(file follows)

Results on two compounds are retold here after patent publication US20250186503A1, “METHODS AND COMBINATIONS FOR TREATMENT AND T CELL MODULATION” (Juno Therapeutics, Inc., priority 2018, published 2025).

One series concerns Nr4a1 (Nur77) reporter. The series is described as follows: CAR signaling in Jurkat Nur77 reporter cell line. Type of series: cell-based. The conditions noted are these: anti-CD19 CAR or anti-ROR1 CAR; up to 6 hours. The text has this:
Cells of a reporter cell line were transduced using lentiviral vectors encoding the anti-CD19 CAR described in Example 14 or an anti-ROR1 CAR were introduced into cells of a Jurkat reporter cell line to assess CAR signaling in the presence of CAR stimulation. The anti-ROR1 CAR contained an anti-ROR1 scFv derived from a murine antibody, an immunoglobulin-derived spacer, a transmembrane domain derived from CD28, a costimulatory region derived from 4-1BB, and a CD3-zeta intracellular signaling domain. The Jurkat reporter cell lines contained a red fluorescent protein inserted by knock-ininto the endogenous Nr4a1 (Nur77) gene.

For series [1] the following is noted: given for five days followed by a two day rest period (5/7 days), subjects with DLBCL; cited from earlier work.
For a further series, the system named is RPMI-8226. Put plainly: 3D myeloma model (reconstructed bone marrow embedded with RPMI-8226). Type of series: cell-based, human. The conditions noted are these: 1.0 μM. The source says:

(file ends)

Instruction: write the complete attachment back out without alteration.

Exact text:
Results on two compounds are retold here after patent publication US20250186503A1, “METHODS AND COMBINATIONS FOR TREATMENT AND T CELL MODULATION” (Juno Therapeutics, Inc., priority 2018, published 2025).

One series concerns Nr4a1 (Nur77) reporter. The series is described as follows: CAR signaling in Jurkat Nur77 reporter cell line. Type of series: cell-based. The conditions noted are these: anti-CD19 CAR or anti-ROR1 CAR; up to 6 hours. The text has this:
Cells of a reporter cell line were transduced using lentiviral vectors encoding the anti-CD19 CAR described in Example 14 or an anti-ROR1 CAR were introduced into cells of a Jurkat reporter cell line to assess CAR signaling in the presence of CAR stimulation. The anti-ROR1 CAR contained an anti-ROR1 scFv derived from a murine antibody, an immunoglobulin-derived spacer, a transmembrane domain derived from CD28, a costimulatory region derived from 4-1BB, and a CD3-zeta intracellular signaling domain. The Jurkat reporter cell lines contained a red fluorescent protein inserted by knock-ininto the endogenous Nr4a1 (Nur77) gene.

For series [1] the following is noted: given for five days followed by a two day rest period (5/7 days), subjects with DLBCL; cited from earlier work.
For a further series, the system named is RPMI-8226. Put plainly: 3D myeloma model (reconstructed bone marrow embedded with RPMI-8226). Type of series: cell-based, human. The conditions noted are these: 1.0 μM. The source says: